Connecting With Literature: Colors Part Three
The third post in my series is not so much an Invitation to Play, but more of a invitation/guided activity for kids to work on their creative drawing skills and fine motor development (while being exposed to more great children's literature). This was our ORANGE book. We completed this activity during our daily group-project time. This book means a lot to me because preschoolers are at a stage of development where "their way is the RIGHT/ONLY way". It is hard for them to see other people's perspectives :) Many preschool teachers and parents probably hear kids comment to each-other that their picture "isn't right", or they "have to build it this way". When we read this book each year, their little faces always glow, their eyes widen, and I inevitably get the chills, when they see the end of the story. They love seeing all the beautiful, creative, and different houses. This usually prompts a wonderful, age-appropriate, discussion about people loving different things. We can talk about how while one of us might want to do something one way, a friend might like it another way. And that it is okay! The book is also funny, and we get to smile and laugh a lot!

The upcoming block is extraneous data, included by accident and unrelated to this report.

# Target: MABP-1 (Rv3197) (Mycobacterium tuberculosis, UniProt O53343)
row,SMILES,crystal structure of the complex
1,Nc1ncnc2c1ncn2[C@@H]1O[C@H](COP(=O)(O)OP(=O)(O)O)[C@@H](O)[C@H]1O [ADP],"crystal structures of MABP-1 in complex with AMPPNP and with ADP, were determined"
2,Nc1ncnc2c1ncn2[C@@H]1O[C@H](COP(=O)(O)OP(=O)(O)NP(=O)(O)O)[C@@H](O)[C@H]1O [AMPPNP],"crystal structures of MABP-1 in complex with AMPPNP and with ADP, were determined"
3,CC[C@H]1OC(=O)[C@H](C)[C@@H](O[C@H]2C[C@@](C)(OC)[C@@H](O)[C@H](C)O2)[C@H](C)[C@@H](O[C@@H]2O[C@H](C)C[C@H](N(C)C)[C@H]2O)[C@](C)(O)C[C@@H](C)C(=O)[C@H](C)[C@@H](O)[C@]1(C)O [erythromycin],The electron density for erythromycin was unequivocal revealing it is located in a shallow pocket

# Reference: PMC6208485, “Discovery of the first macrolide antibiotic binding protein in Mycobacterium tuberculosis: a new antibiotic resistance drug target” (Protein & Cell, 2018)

Some Ideas About My Process
My preschoolers get free art/coloring time each day. They can create things whenever and however they want. I think this is important. But as a preschool teacher it is also my job to help them build fine motor muscles necessary for writing, to help them learn to focus on a project for more than just a moment, and as they get older, to find joy in adding details to their artwork. This activity, connected to a wonderful book, lets me do all these things! For basics, we work on crayon grip, on taking our time instead of scribbling across the whole page, and on selecting colors that we like...thinking about our options :)
The only thing we all do together is add a "Big Orange Splot" to our roof-top. We talk about how the paint might spill in all sorts of funny ways...and they get to decide how it falls on theirs.
After the Orange splot is added, I have no expectations for the kids. They can dream up their house however they wish. Some finish within five minutes, some work for a half hour...mostly I try not to direct them after I get them started, only guide.
For my older 4s and 5s, I encourage adding details to their house, and work harder on crayon-grip and "coloring" instead of scribbling.
It is fun to see what kind of details they added, like butterflies and palm trees! This house ended up looking like a strawberry :)
One of my just-turned-three kiddos drew this house and was glowing when she was done! She just kept saying how much she wanted to live in a house just like this some day. She loved all her color choices :)
Connecting to Literature: Colors Part Two